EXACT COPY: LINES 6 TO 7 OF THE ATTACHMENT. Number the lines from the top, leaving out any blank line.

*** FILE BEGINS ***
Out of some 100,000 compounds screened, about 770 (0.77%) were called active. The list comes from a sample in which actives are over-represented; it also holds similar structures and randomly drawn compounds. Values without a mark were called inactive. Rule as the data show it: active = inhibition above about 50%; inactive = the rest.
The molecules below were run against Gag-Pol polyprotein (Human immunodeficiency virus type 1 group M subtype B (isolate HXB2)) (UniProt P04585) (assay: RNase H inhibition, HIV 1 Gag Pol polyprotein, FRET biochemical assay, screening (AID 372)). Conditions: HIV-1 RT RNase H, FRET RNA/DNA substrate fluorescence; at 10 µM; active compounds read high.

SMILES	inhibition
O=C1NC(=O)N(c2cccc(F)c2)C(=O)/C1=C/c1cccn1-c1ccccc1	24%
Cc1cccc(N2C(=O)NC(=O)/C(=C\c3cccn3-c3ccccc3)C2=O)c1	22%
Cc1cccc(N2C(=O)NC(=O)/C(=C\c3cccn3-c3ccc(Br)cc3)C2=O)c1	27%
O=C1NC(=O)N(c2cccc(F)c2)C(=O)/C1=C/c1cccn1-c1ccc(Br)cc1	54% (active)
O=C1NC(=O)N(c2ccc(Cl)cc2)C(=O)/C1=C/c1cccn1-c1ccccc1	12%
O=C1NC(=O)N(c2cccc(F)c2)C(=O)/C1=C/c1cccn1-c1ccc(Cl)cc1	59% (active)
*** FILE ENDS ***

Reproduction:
Cc1cccc(N2C(=O)NC(=O)/C(=C\c3cccn3-c3ccc(Br)cc3)C2=O)c1	27%
O=C1NC(=O)N(c2cccc(F)c2)C(=O)/C1=C/c1cccn1-c1ccc(Br)cc1	54% (active)